For reference, we'll call something along the lines of editor.chain().focus().setAttributes({ size: 'small' }).run() from the editor's buttons.

            setAttributes: (attributes) => ({ tr, dispatch }) => {
                // Check it's a valid size option
                if (!this.options.sizes.includes(attributes.size)) {
                    return false

                const { selection } = tr
                const options = {
                const node = this.type.create(options)

                if (dispatch) {
                    tr.replaceRangeWith(selection.from,, node)

You can see that we check for a valid size, and if we've got one proceed to creating a copy of the existing custom-image node without our new size setting, and swapping it in for the old one.

Finally, for the renderHTML function, we access the size attribute of the node and add a custom class with which we can control the image size.

    renderHTML({ node, HTMLAttributes }) {

        const size = node.attrs.size
        HTMLAttributes.class = ' custom-image-' + size

        return [
            mergeAttributes(this.options.HTMLAttributes, HTMLAttributes)

Provide a UI to interact with our custom image extension

Now, in your editor component we need to import our custom image extension and tell the editor to use it. We'll also repurpose the tiptap bubble menu to control our custom image size.

Read the full source here, and follow the simplied snippets and explanation below

Import the Editor, EditorContent, and defaultExtension as usual. I used Link in this demo, and it's not included in defaultExtesion, so bring that in along with our CustomImage extension

import { Editor, EditorContent, BubbleMenu } from '@tiptap/vue-3'
import { defaultExtensions } from '@tiptap/starter-kit'
import Link from '@tiptap/extension-link'
import CustomImage from '../extensions/custom-image'
export default {
    components: {

Intantiate the editor as usual in mounted, setting the extensions we want it to use. You'll notice I'm using the configure method to set a class that will be added to all CustomImage img tags. It's not strictly necessary but it's a great feature even when you're not developing a custom extension, it can be used on any extension type, and you can add Tailwind classes or whatever you like.

mounted() {
    this.editor = new Editor({
        content: `
            <img src="" />
        extensions: [
                HTMLAttributes: {
                    class: 'custom-image'

For adding an image, I'm using the same <button @click="addImage"> method from the tiptap docs. But I'm lazy to find and paste an image URL to paste in while testing, so I'm prepopulating the prompt with a random image from I'm using the URL format and not because otherwise when tiptap redraws the tag we'll get a different image - that had me confused for a moment at first 🙈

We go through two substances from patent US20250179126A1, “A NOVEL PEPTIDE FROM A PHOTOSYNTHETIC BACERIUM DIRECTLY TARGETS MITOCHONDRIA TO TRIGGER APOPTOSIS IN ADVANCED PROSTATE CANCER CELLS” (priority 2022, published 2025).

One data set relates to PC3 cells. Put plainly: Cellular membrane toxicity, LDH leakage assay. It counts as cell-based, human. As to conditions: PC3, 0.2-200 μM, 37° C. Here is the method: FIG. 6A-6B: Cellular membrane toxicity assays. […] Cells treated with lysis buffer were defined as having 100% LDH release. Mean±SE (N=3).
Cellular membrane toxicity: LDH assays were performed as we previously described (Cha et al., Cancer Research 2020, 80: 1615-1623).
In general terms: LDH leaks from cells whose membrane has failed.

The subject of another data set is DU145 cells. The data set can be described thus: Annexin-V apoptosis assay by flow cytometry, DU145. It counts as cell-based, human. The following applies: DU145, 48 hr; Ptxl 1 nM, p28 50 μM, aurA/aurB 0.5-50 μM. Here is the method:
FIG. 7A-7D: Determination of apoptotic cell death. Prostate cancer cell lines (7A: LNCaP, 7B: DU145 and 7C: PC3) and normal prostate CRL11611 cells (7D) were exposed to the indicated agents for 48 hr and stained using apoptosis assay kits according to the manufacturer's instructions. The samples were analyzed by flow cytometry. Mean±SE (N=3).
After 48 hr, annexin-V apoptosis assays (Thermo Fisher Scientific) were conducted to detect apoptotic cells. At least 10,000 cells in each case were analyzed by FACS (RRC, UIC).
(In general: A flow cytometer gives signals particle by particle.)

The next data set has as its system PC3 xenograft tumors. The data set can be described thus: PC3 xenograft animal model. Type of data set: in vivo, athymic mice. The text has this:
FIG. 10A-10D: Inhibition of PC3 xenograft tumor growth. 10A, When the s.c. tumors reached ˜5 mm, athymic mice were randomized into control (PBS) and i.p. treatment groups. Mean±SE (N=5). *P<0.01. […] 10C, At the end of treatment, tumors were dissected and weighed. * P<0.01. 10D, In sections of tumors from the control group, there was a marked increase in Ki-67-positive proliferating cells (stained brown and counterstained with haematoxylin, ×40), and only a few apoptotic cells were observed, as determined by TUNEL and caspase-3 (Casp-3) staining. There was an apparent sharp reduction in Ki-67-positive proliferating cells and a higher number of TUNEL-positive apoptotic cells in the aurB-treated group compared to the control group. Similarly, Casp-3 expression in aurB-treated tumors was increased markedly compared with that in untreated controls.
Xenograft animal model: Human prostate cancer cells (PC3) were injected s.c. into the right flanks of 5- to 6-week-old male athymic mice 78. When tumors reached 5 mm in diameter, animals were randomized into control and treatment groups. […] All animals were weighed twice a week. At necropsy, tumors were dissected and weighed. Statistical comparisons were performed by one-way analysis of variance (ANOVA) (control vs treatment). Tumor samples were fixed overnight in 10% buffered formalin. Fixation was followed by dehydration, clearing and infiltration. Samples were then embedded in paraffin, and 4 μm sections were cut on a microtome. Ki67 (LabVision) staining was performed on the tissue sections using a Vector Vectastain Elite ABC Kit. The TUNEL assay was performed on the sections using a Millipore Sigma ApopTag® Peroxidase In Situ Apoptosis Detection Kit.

const url = window.prompt(
    'Image URL',
    `${Math.floor(Math.random() * 200) + 1}/200/300`

Almost there now! We'll use the bubble menu that's used on the docs to bold/underline text to provide our image size settings, and also a convenient link to change image. When I come back to work on this more, I'll probably add a little trash icon to delete the image but in the meantime you can delete the image by selecting it and pressing delete.

We need the v-if="editor" because we'll get an error if the editor isn't set yet. And we need the v-show="editor.isActive('custom-image')" to make sure it only shows up when we've selected one of our custom-image nodes. We use the same pattern with even more specificity editor.isActive('custom-image', { size: 'small' }) to show which size is currently selected.

To set the size, we run editor.chain().focus().setAttributes({ size: 'small' }).run() from our button's click handler. Passing whatever value to the size property that we want to set.

chain tell the editor to expect multiple commands, focus means we're dealing with the currently selected node, setAttributes is our own function we created, and run is... run :)

                .setAttributes({ size: 'small' })
            'is-active': editor.isActive('custom-image', {
                size: 'small'

    <!-- Other buttons -->

    <button @click="addImage">Change</button>


Take a look at the demo if you haven't already and it should all make sense.

One issue I had, is that occasionally the bubble menu isn't positioned top-center like it should be, and (for me, anyway) is sometimes a bit off to the left. I took a quick look at the bubble menu module and see it uses Tippy (which in turn uses Popper) which is very robust.

I didn't have the time to look into it further but I guess since the standard tiptap use case is for formatting text, Tippy is targeting an element positioned at the cursor/highlighted text... so perhaps when we're using it on a selected block level node that calculation is a little off. If I get to the bottom of it later I'll update the repo.